Mental Health

Losing Interest in Attention Deficit Disorder

February 13, 2012

Multiple Pages
Losing Interest in Attention Deficit Disorder

I guess I haven’t been paying attention, but it looks as if a lot of you haven’t been paying attention. During an online forum discussion the other day, after I’d asked some guy about the 139-word sentence he’d just written, he revealed to me—and all the world—that he had ADHD. Within moments—before I had a chance to become distracted—someone else chimed in that they had ADD.

Now, I had a vague familiarity with these labels—one meant you had trouble paying attention, the other meant you were a spazz about it—but I’d tried to avoid thinking about them. Yet suddenly I felt forced to confront them, to sniff them suspiciously, to poke at them, to taunt them, and to question their very existence. After some research I realized that the very fact I dared challenge the consensus wisdom about Attention Deficit Disorder and Attention Deficit Hyperactivity Disorder could mean that I, too, suffered from these ailments—at least one, and probably both. Yes, definitely both.

Maybe because I’m crazy, I question the validity of all psychiatric diagnoses, but especially ones that result in millions of prescriptions for legal amphetamines. I arch my eyebrow even higher at the fact that tots as young as THREE can be prescribed Adderall to “cure” a “condition” that is diagnosed by means no more scientific than answering an old-fashioned questionnaire.

Suddenly, yes, this has my full attention.

An estimated one in ten American schoolchildren has been diagnosed with ADHD, an “illness” that miraculously didn’t exist until it was formally enshrined in the Diagnostic and Statistical Manual of Mental Disorders in 1987. As a result of the new illness and all the new diagnoses, kids are being showered with Ritalin and Adderall as if Skittles and M&Ms were raining from the sky.

“There’s no better time to question authority than when they make the very act of questioning authority into a mental disorder.”

Then, almost as if by coincidence, it was “discovered” that adults weren’t paying attention either, so the nice men in the white coats let them have speed, too. All the speed they wanted. Verily, and so the office workers, the door-to-door salesmen, and the college students throughout the valley all took speed, and yea, it was good.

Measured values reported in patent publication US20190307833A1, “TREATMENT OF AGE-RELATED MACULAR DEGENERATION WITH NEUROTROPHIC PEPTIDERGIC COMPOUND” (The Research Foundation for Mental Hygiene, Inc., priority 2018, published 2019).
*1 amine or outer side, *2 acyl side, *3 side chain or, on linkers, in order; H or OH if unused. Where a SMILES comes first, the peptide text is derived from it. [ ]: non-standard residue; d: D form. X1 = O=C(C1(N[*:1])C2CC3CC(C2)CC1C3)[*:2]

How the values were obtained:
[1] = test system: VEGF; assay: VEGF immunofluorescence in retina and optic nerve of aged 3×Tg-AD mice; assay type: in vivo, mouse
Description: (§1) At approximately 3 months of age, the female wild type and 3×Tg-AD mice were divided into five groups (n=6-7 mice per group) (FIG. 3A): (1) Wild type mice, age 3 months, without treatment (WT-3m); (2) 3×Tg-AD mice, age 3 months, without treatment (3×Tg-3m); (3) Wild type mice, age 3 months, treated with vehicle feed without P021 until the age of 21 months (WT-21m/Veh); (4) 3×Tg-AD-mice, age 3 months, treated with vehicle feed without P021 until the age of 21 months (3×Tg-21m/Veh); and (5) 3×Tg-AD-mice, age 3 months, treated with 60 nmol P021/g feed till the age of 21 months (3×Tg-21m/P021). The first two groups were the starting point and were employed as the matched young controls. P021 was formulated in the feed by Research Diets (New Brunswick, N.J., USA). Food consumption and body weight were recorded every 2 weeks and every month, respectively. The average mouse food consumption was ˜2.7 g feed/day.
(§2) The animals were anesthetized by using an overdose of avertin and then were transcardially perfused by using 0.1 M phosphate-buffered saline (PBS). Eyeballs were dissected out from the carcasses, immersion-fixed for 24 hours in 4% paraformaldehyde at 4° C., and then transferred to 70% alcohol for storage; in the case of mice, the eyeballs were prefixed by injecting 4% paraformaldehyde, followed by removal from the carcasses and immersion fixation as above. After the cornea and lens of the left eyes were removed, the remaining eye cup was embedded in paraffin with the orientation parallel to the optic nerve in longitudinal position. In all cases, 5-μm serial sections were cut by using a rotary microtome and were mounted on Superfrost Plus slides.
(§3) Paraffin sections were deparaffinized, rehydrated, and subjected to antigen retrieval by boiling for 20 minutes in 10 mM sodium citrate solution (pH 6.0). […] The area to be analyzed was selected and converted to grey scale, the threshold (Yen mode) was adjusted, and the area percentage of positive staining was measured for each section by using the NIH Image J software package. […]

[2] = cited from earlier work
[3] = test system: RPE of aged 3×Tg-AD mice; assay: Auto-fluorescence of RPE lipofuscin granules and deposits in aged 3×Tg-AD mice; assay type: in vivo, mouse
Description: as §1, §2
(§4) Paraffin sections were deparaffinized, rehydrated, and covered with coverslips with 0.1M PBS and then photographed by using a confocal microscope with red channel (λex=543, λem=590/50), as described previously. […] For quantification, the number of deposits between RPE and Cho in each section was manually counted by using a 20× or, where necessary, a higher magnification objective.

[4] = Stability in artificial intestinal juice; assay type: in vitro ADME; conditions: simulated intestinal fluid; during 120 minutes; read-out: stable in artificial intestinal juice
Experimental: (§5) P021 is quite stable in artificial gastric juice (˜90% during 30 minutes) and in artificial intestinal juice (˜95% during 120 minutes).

No one seemed to pay attention to the fact that this might become a problem.

The main problem is that these “diseases” are not caused by germs or viruses or, as far as it seems, anything remotely resembling indisputable chemical or brain-scan evidence. This is nothing more than speculation that diseases exist based on the act of describing common symptoms.

OK, I saw one brain-scan study where the ADHD kids had smaller brain areas than the normal kids, but it was later revealed that—ta da!—it may have been caused by the fact that these kids had already been on Ritalin for years. So there’s possibly some confusion about cause and effect there.

So I’m not convinced that “ADD” and “ADHD” are anything more than ideas. At least that’s how it seems to me at the moment. I can be persuaded otherwise, but you’ll have to be very, you know, persuasive. I suspect that what is often misdiagnosed as Attention Deficit Hyperactivity Disorder is actually Teacher Charisma Deficit Disorder.

After ignoring these so-called attention disorders for years, I did a little research and was surprised to discover that there are no blood or DNA tests needed for a diagnosis. A standard ADHD questionnaire is chillingly vague. You can just fidget a lot, talk a lot, maybe act a little bored, then WHAM!—they’re scrubbing your brain with amphetamines.